The Economics of Exodus

Courtesy of The Shalom Center

When an activist reads the biblical story of Exodus and then turns to how we remember the story and whether and how we can draw on the story to strengthen liberation movements today, there are some striking gaps. 

As we prepare for Passover and its close cousin Christian Holy Week, we are in our own lives facing modern Pharaohs and pharaonic systems that are racist, sex-and-gender tyrannical, anti-democratic, Earth-destructive, plague-productive. – So we should be trying to understand the whole system of oppression and the whole body of liberation in the Exodus story. Gazing at the gaps is important, and translating them into our generation is urgent.

Present in the biblical story but calling for much more attention is the economics of oppression and liberation: Prosperity – and its ragged edges. There are at least three major interest groups delineated in the biblical story of Exodus: Pharaoh himself and his court entourage; the Israelite community, with a distinctive religion, language, and living-space (the region called Goshen); and the ordinary Egyptians, mostly farmers.

Let us start from the standpoint of Pharaoh himself. What are the implications of his own power in Egypt’s economy?

We begin with the Pharaoh of several centuries before the Exodus generation. With the help of an upstart foreign adviser, Joseph the Israelite, son of Jacob and Rivka, he has used the emergency of a great national famine to take ownership of all farmland except what was held by the priests, turning Egyptian yeoman farmers into share-croppers and centering great wealth in himself.

Though the Bible story does not tell us what is transpiring among ordinary Egyptians in the “white space “of Torah between the end of the book of Genesis and the start of Exodus, we are taught that we need to learn to read the “white fire” of such spaces as well as the ”black fire” of inky letters. It is easy to ”read” that there is widespread resentment of the disempowerment of millions of formerly yeoman farmers.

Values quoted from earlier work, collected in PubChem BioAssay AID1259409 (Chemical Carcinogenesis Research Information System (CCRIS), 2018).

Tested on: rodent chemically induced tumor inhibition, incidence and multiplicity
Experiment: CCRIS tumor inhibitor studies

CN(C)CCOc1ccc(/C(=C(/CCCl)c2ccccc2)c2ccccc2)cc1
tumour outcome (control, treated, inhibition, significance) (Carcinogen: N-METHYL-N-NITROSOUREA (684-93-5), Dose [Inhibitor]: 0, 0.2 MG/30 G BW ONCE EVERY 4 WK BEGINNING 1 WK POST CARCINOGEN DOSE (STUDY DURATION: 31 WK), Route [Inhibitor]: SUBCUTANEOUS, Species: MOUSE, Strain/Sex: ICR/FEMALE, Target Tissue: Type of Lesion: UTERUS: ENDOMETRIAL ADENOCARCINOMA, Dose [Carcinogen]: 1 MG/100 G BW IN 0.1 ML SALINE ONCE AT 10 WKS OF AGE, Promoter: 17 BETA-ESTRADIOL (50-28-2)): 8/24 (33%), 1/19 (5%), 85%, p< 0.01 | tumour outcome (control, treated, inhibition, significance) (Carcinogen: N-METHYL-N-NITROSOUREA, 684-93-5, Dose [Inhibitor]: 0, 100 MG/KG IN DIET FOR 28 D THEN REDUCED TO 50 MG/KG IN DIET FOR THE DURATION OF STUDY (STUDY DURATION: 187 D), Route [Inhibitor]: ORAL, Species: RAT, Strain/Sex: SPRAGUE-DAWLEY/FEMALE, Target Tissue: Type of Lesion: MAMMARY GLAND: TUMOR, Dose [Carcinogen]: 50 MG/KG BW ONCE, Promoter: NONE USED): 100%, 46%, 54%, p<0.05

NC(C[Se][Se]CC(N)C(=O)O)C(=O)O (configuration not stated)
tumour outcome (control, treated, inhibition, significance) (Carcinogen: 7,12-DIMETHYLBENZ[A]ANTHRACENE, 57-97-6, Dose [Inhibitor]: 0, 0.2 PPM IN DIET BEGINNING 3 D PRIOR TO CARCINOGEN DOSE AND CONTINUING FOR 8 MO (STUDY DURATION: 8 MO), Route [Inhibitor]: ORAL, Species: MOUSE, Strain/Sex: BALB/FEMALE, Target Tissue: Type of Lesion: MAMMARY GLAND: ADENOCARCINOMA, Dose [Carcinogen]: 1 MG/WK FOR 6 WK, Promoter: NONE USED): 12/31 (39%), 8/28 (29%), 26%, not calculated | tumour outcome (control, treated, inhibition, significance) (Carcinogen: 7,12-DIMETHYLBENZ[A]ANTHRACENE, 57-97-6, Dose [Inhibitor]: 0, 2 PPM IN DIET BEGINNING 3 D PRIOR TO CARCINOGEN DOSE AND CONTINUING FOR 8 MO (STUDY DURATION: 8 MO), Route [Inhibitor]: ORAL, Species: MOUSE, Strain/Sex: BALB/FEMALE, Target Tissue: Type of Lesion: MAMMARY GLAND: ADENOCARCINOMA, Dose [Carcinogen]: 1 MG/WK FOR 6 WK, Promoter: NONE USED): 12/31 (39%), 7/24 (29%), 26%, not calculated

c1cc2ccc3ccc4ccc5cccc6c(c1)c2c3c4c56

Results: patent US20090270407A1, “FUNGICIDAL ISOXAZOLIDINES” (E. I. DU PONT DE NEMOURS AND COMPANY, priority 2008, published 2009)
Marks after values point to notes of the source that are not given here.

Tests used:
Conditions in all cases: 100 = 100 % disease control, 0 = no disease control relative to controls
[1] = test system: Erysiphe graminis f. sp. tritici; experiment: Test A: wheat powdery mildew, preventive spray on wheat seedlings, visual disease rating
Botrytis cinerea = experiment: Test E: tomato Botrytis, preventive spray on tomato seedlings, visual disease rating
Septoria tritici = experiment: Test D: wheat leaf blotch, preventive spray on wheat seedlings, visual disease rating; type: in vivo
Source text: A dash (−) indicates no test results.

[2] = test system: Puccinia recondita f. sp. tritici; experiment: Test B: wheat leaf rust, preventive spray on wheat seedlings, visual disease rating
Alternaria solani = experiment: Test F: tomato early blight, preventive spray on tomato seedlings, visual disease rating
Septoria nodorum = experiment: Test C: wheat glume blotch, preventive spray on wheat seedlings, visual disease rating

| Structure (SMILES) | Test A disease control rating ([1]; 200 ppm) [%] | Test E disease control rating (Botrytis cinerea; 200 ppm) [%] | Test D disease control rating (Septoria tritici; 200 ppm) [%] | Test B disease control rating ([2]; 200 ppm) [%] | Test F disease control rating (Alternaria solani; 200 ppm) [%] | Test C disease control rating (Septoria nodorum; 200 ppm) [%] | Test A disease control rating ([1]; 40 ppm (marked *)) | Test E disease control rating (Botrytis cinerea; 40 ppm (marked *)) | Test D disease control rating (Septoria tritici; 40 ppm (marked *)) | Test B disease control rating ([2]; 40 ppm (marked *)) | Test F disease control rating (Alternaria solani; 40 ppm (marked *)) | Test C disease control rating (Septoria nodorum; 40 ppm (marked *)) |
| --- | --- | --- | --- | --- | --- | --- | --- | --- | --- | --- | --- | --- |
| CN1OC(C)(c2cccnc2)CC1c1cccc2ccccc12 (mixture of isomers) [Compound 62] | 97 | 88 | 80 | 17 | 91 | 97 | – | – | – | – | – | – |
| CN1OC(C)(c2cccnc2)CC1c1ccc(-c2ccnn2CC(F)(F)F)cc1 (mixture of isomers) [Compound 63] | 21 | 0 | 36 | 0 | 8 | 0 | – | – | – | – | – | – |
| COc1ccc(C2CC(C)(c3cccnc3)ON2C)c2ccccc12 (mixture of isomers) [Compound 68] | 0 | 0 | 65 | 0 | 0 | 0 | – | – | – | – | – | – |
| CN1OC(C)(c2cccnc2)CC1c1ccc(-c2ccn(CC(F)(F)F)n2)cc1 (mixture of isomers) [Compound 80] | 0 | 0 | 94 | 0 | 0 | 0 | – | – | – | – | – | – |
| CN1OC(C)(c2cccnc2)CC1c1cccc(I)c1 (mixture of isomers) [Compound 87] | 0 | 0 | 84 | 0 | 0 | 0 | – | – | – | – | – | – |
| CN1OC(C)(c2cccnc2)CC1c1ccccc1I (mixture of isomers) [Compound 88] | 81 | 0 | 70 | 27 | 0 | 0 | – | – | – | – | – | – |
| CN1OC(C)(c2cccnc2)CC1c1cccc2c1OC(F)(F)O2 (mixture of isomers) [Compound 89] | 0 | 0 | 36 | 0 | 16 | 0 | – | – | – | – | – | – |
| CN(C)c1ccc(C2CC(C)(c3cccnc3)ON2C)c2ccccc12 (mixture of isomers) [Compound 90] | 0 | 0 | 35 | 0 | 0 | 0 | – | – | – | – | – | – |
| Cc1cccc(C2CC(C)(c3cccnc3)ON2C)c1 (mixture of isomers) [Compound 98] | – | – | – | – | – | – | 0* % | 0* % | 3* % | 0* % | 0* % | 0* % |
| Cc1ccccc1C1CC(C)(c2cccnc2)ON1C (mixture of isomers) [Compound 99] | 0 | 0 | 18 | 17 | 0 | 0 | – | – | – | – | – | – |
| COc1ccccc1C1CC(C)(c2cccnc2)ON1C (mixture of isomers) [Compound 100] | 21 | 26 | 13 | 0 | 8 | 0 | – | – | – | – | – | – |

And we begin the Book of Exodus with the result in Pharaoh’s palace:  The descendant pharaoh responds to the growing public anger at this usurpation to find a scapegoat to deflect the blame for it. He chooses as scapegoat the very people whose leader gave the oppressive advice, turning that long-ago counsel into the reason for centuries of oppression. Clumsy attempts at genocide follow.

An unexpected troublemaker —  Moses – returned to Egypt from a long absence and a powerful God-experience. He incited the Israelites to organize what the modern A. J. Muste called “Brickmakers Union Local One.”  But their demands for freedom were met with Pharaoh’s control of the whole economy. He ordered his courtiers and overseers to worsen the oppression. His cruelty toward the enslaved workers broke the will of popular resistance. His enormous wealth seemed impregnable.

But Moses, Aaron, and Miriam were not broken. They invoked the Truth behind the new Name of God: the Truth that all life is intertwined by THWH, the Breath of Life, so that cruel and tyrannical rule over humans brought rebellion from locusts and hailstorms. Plague after plague followed. But Pharaoh got more stubborn after every plague.

 Are the plagues that ruin Egypt’s economy the result of Pharaoh’s own stubbornness and cruelty in trying to protect his own wealth and power, or of God’s own triumphalist decision to show how powerless Pharaoh really is in the face of the Breath of Life?  

This question arises because the story says that In the early plagues – after each one is halted because Pharaoh pleads with Moses –- Pharaoh hardened his own heart. He refused to let the Israelites go even a short sojourn from Egypt even for a brief time to serve their God. 

In the later plagues, the story says that YHWH hardened Pharaoh’s heart, perhaps to demonstrate through still harsher smitings how much more powerful YHWH is than all the godlets of Egypt.